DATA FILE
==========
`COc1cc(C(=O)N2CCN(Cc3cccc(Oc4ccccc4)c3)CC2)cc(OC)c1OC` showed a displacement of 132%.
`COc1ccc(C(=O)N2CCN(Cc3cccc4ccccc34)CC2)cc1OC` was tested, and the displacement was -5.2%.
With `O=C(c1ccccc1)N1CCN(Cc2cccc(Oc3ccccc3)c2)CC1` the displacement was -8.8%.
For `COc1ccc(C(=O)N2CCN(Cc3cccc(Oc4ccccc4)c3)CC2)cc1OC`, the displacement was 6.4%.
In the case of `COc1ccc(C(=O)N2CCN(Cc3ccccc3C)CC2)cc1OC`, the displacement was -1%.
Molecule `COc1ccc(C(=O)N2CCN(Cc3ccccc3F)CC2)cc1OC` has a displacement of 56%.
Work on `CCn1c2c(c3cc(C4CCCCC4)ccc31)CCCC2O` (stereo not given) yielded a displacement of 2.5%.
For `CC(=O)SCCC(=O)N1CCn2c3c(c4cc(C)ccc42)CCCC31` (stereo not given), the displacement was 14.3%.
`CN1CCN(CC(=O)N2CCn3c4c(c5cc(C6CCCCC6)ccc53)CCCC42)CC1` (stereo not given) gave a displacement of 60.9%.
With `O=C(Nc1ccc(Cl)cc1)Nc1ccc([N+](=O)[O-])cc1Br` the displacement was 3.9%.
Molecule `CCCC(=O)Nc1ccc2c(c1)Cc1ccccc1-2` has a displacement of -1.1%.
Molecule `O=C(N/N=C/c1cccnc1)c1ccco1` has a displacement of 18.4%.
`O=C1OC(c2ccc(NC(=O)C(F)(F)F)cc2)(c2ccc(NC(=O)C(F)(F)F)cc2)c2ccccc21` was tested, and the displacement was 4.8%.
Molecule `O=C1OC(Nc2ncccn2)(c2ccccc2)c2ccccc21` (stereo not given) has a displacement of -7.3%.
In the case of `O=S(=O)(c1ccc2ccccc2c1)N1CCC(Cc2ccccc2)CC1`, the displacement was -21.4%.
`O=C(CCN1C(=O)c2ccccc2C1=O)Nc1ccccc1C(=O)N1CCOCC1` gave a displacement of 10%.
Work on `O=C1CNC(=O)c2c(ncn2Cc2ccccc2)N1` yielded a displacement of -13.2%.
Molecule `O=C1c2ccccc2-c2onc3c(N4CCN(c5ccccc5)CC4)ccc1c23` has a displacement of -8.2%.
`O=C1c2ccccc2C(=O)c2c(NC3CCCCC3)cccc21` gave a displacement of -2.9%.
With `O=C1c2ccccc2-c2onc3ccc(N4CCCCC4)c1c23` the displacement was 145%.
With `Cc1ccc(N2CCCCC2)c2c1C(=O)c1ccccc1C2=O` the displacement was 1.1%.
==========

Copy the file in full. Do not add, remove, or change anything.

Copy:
`COc1cc(C(=O)N2CCN(Cc3cccc(Oc4ccccc4)c3)CC2)cc(OC)c1OC` showed a displacement of 132%.
`COc1ccc(C(=O)N2CCN(Cc3cccc4ccccc34)CC2)cc1OC` was tested, and the displacement was -5.2%.
With `O=C(c1ccccc1)N1CCN(Cc2cccc(Oc3ccccc3)c2)CC1` the displacement was -8.8%.
For `COc1ccc(C(=O)N2CCN(Cc3cccc(Oc4ccccc4)c3)CC2)cc1OC`, the displacement was 6.4%.
In the case of `COc1ccc(C(=O)N2CCN(Cc3ccccc3C)CC2)cc1OC`, the displacement was -1%.
Molecule `COc1ccc(C(=O)N2CCN(Cc3ccccc3F)CC2)cc1OC` has a displacement of 56%.
Work on `CCn1c2c(c3cc(C4CCCCC4)ccc31)CCCC2O` (stereo not given) yielded a displacement of 2.5%.
For `CC(=O)SCCC(=O)N1CCn2c3c(c4cc(C)ccc42)CCCC31` (stereo not given), the displacement was 14.3%.
`CN1CCN(CC(=O)N2CCn3c4c(c5cc(C6CCCCC6)ccc53)CCCC42)CC1` (stereo not given) gave a displacement of 60.9%.
With `O=C(Nc1ccc(Cl)cc1)Nc1ccc([N+](=O)[O-])cc1Br` the displacement was 3.9%.
Molecule `CCCC(=O)Nc1ccc2c(c1)Cc1ccccc1-2` has a displacement of -1.1%.
Molecule `O=C(N/N=C/c1cccnc1)c1ccco1` has a displacement of 18.4%.
`O=C1OC(c2ccc(NC(=O)C(F)(F)F)cc2)(c2ccc(NC(=O)C(F)(F)F)cc2)c2ccccc21` was tested, and the displacement was 4.8%.
Molecule `O=C1OC(Nc2ncccn2)(c2ccccc2)c2ccccc21` (stereo not given) has a displacement of -7.3%.
In the case of `O=S(=O)(c1ccc2ccccc2c1)N1CCC(Cc2ccccc2)CC1`, the displacement was -21.4%.
`O=C(CCN1C(=O)c2ccccc2C1=O)Nc1ccccc1C(=O)N1CCOCC1` gave a displacement of 10%.
Work on `O=C1CNC(=O)c2c(ncn2Cc2ccccc2)N1` yielded a displacement of -13.2%.
Molecule `O=C1c2ccccc2-c2onc3c(N4CCN(c5ccccc5)CC4)ccc1c23` has a displacement of -8.2%.
`O=C1c2ccccc2C(=O)c2c(NC3CCCCC3)cccc21` gave a displacement of -2.9%.
With `O=C1c2ccccc2-c2onc3ccc(N4CCCCC4)c1c23` the displacement was 145%.
With `Cc1ccc(N2CCCCC2)c2c1C(=O)c1ccccc1C2=O` the displacement was 1.1%.